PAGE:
Marlena’s Story

Since we spoke to Marlena, 26 in our August 2008 issue, she has become a small business owner, freelance journalist, author and public speaker. She has Cerebral Palsy Athetosis meaning she is non-verbal and unable to walk. She is a self-titled average person with bigger than average dreams who has travelled to 34 countries and is passionate about music.

When I was a kid, my mother embraced my dreams and despite what might have seemed impossible, she knew I was going to be something. She allowed me to be a regular kid in regular schooling.

My childhood was fairly typical. Behind the scenes, she ensured I was part of my school. I like writing and music is my life, so music journalism was an obvious career choice for me. I’ve interviewed some amazing people such as the Dalai Lama, Robbie Williams, Ed Sheeran and Andrea Bocelli.

Being non-verbal, I had a few speed bumps at school and uni.

Without being too negative, there are some people who will have the perception that I have an intellectual disability because of my physical one. High school was tough but university was a lot easier as I had a team of supporters. It took a little longer to complete my degree but we got there. Graduating was a relief as it wasn’t easy at times.

I would tell parents of children with similar conditions, tough times do not last but tough people do. Embrace the successes no matter how insignificant, and don’t compare your child to others. You are the best professional in your child’s life. Your best shot at a ‘good life’ is for your kids to be known by many. My best supports and opportunities come from my friendships, not people that are paid to be in my life.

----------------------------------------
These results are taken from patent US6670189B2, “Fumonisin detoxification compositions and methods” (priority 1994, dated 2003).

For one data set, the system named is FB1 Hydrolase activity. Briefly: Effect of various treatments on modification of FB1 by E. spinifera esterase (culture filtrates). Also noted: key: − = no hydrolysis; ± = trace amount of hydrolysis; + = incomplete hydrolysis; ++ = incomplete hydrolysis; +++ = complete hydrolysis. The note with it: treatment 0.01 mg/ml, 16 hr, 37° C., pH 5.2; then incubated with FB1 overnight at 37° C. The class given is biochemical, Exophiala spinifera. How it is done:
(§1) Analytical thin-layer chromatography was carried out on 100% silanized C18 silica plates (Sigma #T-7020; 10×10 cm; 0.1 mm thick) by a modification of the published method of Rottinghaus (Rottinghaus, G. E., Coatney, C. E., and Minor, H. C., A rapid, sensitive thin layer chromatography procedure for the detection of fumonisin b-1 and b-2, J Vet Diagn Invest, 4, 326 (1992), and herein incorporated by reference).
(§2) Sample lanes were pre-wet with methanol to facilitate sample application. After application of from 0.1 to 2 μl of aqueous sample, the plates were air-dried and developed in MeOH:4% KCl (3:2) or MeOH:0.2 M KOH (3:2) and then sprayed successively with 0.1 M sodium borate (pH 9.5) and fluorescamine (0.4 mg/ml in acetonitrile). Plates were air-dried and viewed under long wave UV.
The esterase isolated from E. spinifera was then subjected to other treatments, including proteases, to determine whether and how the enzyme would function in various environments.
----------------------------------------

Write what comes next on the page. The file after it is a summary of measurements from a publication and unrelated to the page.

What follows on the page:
Marlena’s top three wheelchair-friendly travelling tips

1. Preparation

While I would love to ‘wing’ it, sometimes it’s not possible. For tours, I touch base with the company personally. I don’t leave this up to travel agents as they do not know my specific needs.

2. Get a doctor’s certificate for keeping your wheelchair with you for as long as possible

This is VERY important when transferring airplanes as many will try to make you sit in their chairs. When I’ve checked my chair in at the gate, it will often get damaged. The less time they have with your chair, the better the chance it won’t get damaged. Have a specific doctor’s certificate stating you must remain in your chair at boarding and at the door when landing will ensure the wheelchair is placed in its own compartment, minimising the risk of damage.

3. Accept things may not be like they are at home

In Singapore, I took an hour-long taxi ride in the middle of nowhere to fix my chair. I got to know my taxi driver’s brother and share a meal with him. In Thailand, we strapped my manual chair to a tuk-tuk and drove the wrong way up one-way streets. In Malaysia, I’m the first in the world with CP to base jump (421m off the KL Tower). Crazy? I was more fearful of my friend pushing my chair down an eight-lane highway so he could sight-see.

Image by: Ian Schneider